Twice now I've left great jobs after fairly long tenures of success to try something new. Each time as I tell my story I see it in the eyes of the listeners; half of them think I'm crazy and the other half want to come with me!
After the first experience I realized that the most difficult part is "the jump", the actual moment when you take the first action that you can't turn back from. Even though I may have professionally "jumped" twice now it doesn't mean I didn't consider all the options and then plan everything out the best I could before jumping. If I am going to jump yes, there is some risk, but I want it to be a calculated risk. Planning is imperative with any new venture, but there is plenty that can't be planned for, or controlled, and sometimes you just have to go for it.
Author and leadership expert John Maxwell says, "sometimes you just have to jump and let the wings form as you fall."
If you are thinking about jumping in life, no matter how big or small the decision, there is naturally going to be some fear. As I look back in hindsight now I would say that the most rewarding part has to be the growth that takes place in the trust of it all. There is nothing like it! The old truth holds true, "without risk, there is no reward".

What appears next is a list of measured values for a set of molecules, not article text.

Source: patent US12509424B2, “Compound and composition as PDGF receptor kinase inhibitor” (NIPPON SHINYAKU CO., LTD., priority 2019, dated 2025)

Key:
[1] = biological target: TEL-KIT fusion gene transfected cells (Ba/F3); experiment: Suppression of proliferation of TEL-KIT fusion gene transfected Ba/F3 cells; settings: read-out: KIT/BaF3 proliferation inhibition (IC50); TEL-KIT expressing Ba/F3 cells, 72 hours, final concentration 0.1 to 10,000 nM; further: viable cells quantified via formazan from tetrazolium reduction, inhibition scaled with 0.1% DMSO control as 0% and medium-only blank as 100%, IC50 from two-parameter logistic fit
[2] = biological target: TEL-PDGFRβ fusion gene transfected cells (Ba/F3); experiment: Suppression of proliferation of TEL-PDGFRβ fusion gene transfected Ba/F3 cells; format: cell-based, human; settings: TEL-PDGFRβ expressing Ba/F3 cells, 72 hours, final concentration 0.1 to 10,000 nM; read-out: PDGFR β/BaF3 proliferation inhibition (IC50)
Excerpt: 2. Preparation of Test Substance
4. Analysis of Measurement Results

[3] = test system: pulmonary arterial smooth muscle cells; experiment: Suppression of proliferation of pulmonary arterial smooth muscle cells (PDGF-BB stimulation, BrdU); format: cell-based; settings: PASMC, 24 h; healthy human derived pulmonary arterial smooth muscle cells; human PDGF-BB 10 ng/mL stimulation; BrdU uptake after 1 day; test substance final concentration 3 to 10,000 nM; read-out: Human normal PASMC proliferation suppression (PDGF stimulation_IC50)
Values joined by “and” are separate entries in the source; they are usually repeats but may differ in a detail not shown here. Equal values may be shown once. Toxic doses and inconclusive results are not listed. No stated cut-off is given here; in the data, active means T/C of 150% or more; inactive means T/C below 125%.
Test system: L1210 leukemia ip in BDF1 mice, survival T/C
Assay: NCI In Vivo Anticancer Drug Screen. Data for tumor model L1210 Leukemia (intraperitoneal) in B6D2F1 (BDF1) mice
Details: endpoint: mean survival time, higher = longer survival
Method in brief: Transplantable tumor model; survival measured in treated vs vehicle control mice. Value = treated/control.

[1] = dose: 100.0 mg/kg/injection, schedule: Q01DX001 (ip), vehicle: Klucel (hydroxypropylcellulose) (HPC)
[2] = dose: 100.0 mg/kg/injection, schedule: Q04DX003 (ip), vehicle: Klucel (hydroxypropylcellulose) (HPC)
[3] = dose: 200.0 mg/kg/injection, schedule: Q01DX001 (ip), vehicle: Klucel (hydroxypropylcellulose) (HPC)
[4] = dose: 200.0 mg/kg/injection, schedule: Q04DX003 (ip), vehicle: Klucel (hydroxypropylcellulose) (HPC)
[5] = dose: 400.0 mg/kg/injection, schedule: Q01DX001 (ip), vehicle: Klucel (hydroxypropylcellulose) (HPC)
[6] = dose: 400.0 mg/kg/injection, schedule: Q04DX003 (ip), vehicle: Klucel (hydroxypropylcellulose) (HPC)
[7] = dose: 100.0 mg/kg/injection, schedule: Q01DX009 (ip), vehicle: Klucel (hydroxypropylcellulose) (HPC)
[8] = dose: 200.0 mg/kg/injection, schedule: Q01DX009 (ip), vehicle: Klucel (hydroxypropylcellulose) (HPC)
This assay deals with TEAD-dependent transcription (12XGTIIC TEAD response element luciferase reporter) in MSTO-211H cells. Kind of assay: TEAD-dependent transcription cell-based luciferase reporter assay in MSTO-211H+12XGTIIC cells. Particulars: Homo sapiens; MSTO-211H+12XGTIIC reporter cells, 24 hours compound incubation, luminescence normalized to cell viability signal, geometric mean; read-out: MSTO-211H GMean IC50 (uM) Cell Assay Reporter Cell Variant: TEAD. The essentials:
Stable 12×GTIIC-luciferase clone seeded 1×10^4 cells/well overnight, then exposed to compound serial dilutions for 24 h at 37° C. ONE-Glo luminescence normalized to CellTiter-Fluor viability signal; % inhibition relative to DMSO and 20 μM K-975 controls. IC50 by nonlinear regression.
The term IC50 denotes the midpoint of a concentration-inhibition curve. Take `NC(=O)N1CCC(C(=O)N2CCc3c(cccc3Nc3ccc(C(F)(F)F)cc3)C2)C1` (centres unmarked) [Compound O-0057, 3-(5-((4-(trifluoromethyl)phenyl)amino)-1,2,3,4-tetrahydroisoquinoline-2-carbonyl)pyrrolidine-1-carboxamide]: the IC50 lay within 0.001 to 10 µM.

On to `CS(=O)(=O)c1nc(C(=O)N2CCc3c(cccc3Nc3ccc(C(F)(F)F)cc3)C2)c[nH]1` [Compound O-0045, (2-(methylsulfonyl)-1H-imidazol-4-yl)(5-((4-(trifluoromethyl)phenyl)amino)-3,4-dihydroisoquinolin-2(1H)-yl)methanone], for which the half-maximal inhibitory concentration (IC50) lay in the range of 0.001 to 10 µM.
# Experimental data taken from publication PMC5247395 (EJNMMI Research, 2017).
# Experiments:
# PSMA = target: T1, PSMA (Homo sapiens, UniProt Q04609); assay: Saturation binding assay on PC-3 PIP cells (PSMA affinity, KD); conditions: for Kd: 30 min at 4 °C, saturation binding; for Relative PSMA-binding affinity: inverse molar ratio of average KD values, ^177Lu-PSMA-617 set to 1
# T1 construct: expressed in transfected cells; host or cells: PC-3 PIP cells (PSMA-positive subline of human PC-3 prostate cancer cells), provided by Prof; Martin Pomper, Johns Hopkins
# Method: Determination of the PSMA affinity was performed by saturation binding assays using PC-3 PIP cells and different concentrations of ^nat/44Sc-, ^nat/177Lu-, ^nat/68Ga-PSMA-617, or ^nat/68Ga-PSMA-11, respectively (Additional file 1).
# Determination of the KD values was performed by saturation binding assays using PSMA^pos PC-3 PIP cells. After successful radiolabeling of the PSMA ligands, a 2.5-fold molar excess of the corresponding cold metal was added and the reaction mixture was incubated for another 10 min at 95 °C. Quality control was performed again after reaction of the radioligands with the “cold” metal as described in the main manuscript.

D-Day, June 4, 1944, Tom Rice was one of the thousands of parachute jumpers that were ordered to jump behind enemy mines as a part of the largest military operation of WWII. I can not even imagine the fear Tom faced. Tom, said that it was the "worst jump I ever had", bullets were flying everywhere and one even went through his parachute. But, just a few days ago, June 4, 2019 at the D-Day celebration just off the beaches of Normandy, France, Tom at 97 years old did it again, and this time it was a jump of celebration, remembrance and joy.
Take a look at the video below and notice the satisfaction in Tom's voice as he speaks.
Life's journey, even for those brave enough to jump, doesn't guarantee success. If the result doesn't exactly turn out as expected, the growth that takes place during the jump period far outweighs the fear that is surely to come. For us, we are not asked to risk our lives and I am so grateful to Tom and all those who jumped and even sacrificed their lives for freedom.
So, if you are thinking about jumping (in metaphorical terms); from one jumper to another:
"it's worth it!"
Q: Have you every jumped into something new? What was it like? Did you have fear? Was it worth it?
Troy Vande Lune